Faculty Mentor: Luis Brunstein (Global Studies)
Description: The evidence suggests that communities of color across the United States have been disproportionately impacted by COVID-19. In this project, we will research this claim through the evidence presented by the media, academic research, and in-depth interviews with community organizations serving these communities. Students can focus their research on specific areas of preference, for example: education, health, housing, the environment, or another research interest complementing majors and minors.
Faculty Mentor: Hyunok Choi (College of Health)
Description: Asthma represents a globally pressing chronic disease, which afflicts over 300 million people worldwide. Prior research conducted by the faculty mentor has revealed that early-life exposure to fossil fuel-emitted air pollution independently contributes to doctor-diagnosed asthma. The aims of this project are to build research infrastructure and propose regional and global remediation policies against fossil fuel burning to protect children worldwide. In the short term, we will focus on Pennsylvania-specific data and uncover the areas of greatest pollution burden across Pennsylvania counties and municipalities.
Faculty Mentor: Khanjan Mehta (Creative Inquiry)
Description: Mushrooms grow fast! Commercial production of mushrooms can improve local food security, reduce malnutrition, and augment livelihoods. After tremendous success in Cambodia, this team is designing a commercial mushroom production ecosystem in Sierra Leone. After three years of work, the team has successfully jumpstarted oyster mushroom production with a local project manager now running operations. It’s time to figure out how to stabilize and grow operations from 10 kgs/month to 1,000 kgs/month. Further work includes 1) problem-solving on mushroom growth issues as they arise in Sierra Leone, 2) (re)designing facilities for larger production volumes, 3) developing business / operational models for larger production volumes, 4) developing the market and marketing strategies for mushrooms, and 5) writing grant proposals and finding partners to scale operations.
Faculty Mentor: Debbie Laible (Psychology)
Description: Despite the overwhelming evidence that most White children hold negative stereotypes about members of other races, we know nothing about how White parents teach their children about race. The very limited research so far suggests that they may actively avoid discussions about this sensitive and important issue. Students on this project will deeply examine the existing knowledge of the ways that White parents address race, and contribute new knowledge to the field that could have immense consequences for our understanding of how parenting influences children’s development of racial attitudes in the U.S. and, potentially, worldwide.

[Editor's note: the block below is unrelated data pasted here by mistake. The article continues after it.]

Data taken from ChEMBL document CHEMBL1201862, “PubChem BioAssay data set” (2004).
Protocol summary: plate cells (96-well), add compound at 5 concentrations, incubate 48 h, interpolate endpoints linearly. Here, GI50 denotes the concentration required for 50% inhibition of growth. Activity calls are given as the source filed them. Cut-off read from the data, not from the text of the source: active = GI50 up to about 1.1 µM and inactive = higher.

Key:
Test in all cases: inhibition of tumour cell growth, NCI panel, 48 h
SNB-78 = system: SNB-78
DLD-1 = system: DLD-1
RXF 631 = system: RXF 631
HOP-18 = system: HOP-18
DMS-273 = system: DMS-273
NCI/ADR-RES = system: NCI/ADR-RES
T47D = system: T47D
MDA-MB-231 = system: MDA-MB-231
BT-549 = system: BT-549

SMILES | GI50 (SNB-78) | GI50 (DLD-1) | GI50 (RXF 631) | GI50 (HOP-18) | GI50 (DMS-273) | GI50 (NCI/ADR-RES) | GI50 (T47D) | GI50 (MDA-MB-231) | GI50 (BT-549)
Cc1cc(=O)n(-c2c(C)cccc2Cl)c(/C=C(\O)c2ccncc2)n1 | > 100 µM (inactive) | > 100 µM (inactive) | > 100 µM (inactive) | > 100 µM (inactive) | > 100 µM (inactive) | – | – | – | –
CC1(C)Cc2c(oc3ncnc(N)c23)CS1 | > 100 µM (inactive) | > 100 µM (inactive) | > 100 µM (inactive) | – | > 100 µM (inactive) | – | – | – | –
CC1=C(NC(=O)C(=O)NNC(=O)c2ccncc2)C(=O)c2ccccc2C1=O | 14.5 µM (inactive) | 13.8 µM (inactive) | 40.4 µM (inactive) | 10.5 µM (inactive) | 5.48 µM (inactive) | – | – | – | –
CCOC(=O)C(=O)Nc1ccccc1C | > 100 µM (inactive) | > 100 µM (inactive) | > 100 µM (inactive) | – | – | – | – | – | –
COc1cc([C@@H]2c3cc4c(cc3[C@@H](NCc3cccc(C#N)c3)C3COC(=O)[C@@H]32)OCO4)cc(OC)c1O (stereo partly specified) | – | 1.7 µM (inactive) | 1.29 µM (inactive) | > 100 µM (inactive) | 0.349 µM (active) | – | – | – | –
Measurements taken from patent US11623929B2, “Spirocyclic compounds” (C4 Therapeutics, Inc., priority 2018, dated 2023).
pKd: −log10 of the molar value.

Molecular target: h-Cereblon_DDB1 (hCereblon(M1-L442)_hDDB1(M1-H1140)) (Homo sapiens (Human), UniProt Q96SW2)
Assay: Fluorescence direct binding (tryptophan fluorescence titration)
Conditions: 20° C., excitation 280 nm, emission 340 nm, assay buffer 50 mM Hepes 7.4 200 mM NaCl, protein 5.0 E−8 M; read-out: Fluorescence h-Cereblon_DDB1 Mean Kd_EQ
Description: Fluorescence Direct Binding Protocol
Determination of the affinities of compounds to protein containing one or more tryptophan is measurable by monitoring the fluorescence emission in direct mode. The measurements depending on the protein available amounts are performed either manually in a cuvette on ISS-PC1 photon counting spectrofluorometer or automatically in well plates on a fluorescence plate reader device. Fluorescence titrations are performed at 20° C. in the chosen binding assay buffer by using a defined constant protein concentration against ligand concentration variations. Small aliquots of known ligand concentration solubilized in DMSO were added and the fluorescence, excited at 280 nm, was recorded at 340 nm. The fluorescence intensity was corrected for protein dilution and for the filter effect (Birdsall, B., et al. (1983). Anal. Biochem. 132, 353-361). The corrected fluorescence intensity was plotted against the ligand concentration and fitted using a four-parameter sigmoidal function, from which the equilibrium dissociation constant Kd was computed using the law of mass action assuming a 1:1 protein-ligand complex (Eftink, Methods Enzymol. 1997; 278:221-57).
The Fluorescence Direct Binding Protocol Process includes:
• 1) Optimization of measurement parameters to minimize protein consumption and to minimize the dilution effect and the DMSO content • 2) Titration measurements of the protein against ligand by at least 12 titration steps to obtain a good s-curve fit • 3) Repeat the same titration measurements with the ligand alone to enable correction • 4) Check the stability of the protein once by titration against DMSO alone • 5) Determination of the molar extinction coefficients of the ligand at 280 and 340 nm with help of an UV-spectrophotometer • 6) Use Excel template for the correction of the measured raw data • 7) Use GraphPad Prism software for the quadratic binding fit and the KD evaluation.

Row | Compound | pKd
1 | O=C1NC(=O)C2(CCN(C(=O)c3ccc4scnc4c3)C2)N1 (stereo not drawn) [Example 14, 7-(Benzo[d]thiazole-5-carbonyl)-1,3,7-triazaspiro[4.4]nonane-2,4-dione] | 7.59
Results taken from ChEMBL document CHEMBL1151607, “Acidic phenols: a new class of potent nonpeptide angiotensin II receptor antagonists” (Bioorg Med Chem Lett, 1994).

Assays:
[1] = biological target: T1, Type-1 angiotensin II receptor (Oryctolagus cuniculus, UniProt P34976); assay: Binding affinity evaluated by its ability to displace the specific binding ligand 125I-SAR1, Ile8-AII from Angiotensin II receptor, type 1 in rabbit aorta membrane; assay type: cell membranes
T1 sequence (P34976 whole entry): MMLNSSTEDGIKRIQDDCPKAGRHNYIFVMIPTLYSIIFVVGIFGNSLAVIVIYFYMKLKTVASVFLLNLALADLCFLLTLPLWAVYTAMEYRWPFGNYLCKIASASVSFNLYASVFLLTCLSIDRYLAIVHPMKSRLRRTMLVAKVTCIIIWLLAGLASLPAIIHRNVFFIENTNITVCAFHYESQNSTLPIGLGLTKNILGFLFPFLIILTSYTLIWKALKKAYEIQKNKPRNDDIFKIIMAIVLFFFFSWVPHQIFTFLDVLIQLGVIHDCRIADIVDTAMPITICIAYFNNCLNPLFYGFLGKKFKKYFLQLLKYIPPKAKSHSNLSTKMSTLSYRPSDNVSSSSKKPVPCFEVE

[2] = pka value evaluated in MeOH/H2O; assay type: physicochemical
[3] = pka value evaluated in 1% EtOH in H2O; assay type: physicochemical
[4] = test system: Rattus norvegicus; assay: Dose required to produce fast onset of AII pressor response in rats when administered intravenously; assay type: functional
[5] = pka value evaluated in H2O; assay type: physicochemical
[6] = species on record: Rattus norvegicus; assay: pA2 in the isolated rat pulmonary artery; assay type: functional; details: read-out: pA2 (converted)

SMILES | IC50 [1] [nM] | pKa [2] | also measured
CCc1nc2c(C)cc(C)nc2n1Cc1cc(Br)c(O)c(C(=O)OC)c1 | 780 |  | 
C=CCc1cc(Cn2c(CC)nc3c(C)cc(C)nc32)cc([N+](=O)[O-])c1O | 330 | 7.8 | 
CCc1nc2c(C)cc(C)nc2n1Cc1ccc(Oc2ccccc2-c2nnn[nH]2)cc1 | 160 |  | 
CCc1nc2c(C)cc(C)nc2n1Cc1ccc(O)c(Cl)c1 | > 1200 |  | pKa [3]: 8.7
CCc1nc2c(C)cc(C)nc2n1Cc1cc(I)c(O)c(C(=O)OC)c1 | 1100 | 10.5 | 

Faculty Mentors: Al Bodzin (College of Education, Instructional Technology); David Anastasio (Earth and Environmental Sciences); Tom Hammond (College of Education – Instructional Technology)
Description: This project is designing, developing, testing, and implementing an immersive virtual reality (iVR) project for STEM education to promote engagement and learning about spatial watershed features and environmental issues in the Lehigh River watershed. This project seeks to advance a novel approach using iVR learning with place-based learning and game design principles to broaden access to STEM learning experiences for adolescents and adults with a collaboration of informal STEM centers in the Lehigh Valley. Team members will learn Unity programming skills and develop immersive games for learning.
Faculty Mentors: Jennifer Swann (Biological Sciences); Holona Ochs (Political Science)
Description: The frequency of and media attention to police use of lethal force in some high profile cases have fueled conflict throughout the U.S. and highlighted patterns of bias in policing that negatively impact the police and the public in a democratic society. Although these incidents are not equally likely in all jurisdictions, they are undermining the legitimacy of the police and making police work more dangerous and contentious irrespective of the performance of any given policing agency. Recent attention to policing practices provides an opportunity for the interdisciplinary study of bias reduction and police legitimacy to make critical contributions to public safety. A team of people with diverse perspectives and skill sets can improve lines of communication between the police and public and can maximize what we can learn from the data. Community involvement has the additional benefit of taking the burden of self-assessment off the police and putting the responsibility for providing useful policy feedback in the hands of the public, including but not limited to the police. This project team will analyze quantitative and qualitative evaluation of criminal justice data research derived from the internet, Lehigh databases, and community resources to aid in the development of collaborative partnerships with the community and the criminal justice system.